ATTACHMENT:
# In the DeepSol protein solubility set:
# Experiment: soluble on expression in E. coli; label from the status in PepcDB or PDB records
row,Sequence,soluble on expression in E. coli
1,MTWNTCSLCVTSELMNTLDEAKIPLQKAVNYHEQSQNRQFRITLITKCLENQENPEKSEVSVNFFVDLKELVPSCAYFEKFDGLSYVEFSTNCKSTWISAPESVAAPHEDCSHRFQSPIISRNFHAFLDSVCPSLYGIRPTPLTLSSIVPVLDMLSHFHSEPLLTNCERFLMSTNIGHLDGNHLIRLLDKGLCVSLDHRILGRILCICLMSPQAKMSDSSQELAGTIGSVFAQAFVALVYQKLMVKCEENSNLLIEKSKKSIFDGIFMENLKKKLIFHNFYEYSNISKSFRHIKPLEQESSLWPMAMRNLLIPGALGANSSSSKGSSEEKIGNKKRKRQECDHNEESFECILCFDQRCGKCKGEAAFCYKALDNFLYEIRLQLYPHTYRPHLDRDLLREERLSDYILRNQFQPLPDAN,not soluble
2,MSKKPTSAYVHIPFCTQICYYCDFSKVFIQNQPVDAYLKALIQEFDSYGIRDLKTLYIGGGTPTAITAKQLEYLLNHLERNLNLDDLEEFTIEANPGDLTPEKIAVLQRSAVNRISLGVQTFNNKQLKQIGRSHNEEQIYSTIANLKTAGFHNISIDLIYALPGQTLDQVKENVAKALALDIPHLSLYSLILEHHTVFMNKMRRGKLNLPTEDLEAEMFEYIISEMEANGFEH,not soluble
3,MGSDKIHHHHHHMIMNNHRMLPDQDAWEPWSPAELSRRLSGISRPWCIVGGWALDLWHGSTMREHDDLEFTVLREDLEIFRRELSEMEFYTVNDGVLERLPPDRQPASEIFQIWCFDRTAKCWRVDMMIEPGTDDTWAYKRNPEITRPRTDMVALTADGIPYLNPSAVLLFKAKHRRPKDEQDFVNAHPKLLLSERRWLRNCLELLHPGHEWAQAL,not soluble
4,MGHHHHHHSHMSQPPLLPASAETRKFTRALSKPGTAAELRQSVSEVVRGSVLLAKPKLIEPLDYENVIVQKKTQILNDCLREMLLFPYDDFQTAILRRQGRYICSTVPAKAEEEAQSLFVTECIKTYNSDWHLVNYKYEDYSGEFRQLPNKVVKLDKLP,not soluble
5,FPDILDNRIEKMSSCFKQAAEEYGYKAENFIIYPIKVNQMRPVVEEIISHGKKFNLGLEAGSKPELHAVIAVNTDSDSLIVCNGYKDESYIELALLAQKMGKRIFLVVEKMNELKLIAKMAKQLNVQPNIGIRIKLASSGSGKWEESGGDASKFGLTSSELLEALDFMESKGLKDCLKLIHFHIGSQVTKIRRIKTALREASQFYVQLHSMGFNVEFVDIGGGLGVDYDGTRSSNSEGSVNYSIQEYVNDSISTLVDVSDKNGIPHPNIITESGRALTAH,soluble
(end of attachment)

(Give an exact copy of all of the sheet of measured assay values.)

# In the DeepSol protein solubility set:
# Experiment: soluble on expression in E. coli; label from the status in PepcDB or PDB records
row,Sequence,soluble on expression in E. coli
1,MTWNTCSLCVTSELMNTLDEAKIPLQKAVNYHEQSQNRQFRITLITKCLENQENPEKSEVSVNFFVDLKELVPSCAYFEKFDGLSYVEFSTNCKSTWISAPESVAAPHEDCSHRFQSPIISRNFHAFLDSVCPSLYGIRPTPLTLSSIVPVLDMLSHFHSEPLLTNCERFLMSTNIGHLDGNHLIRLLDKGLCVSLDHRILGRILCICLMSPQAKMSDSSQELAGTIGSVFAQAFVALVYQKLMVKCEENSNLLIEKSKKSIFDGIFMENLKKKLIFHNFYEYSNISKSFRHIKPLEQESSLWPMAMRNLLIPGALGANSSSSKGSSEEKIGNKKRKRQECDHNEESFECILCFDQRCGKCKGEAAFCYKALDNFLYEIRLQLYPHTYRPHLDRDLLREERLSDYILRNQFQPLPDAN,not soluble
2,MSKKPTSAYVHIPFCTQICYYCDFSKVFIQNQPVDAYLKALIQEFDSYGIRDLKTLYIGGGTPTAITAKQLEYLLNHLERNLNLDDLEEFTIEANPGDLTPEKIAVLQRSAVNRISLGVQTFNNKQLKQIGRSHNEEQIYSTIANLKTAGFHNISIDLIYALPGQTLDQVKENVAKALALDIPHLSLYSLILEHHTVFMNKMRRGKLNLPTEDLEAEMFEYIISEMEANGFEH,not soluble
3,MGSDKIHHHHHHMIMNNHRMLPDQDAWEPWSPAELSRRLSGISRPWCIVGGWALDLWHGSTMREHDDLEFTVLREDLEIFRRELSEMEFYTVNDGVLERLPPDRQPASEIFQIWCFDRTAKCWRVDMMIEPGTDDTWAYKRNPEITRPRTDMVALTADGIPYLNPSAVLLFKAKHRRPKDEQDFVNAHPKLLLSERRWLRNCLELLHPGHEWAQAL,not soluble
4,MGHHHHHHSHMSQPPLLPASAETRKFTRALSKPGTAAELRQSVSEVVRGSVLLAKPKLIEPLDYENVIVQKKTQILNDCLREMLLFPYDDFQTAILRRQGRYICSTVPAKAEEEAQSLFVTECIKTYNSDWHLVNYKYEDYSGEFRQLPNKVVKLDKLP,not soluble
5,FPDILDNRIEKMSSCFKQAAEEYGYKAENFIIYPIKVNQMRPVVEEIISHGKKFNLGLEAGSKPELHAVIAVNTDSDSLIVCNGYKDESYIELALLAQKMGKRIFLVVEKMNELKLIAKMAKQLNVQPNIGIRIKLASSGSGKWEESGGDASKFGLTSSELLEALDFMESKGLKDCLKLIHFHIGSQVTKIRRIKTALREASQFYVQLHSMGFNVEFVDIGGGLGVDYDGTRSSNSEGSVNYSIQEYVNDSISTLVDVSDKNGIPHPNIITESGRALTAH,soluble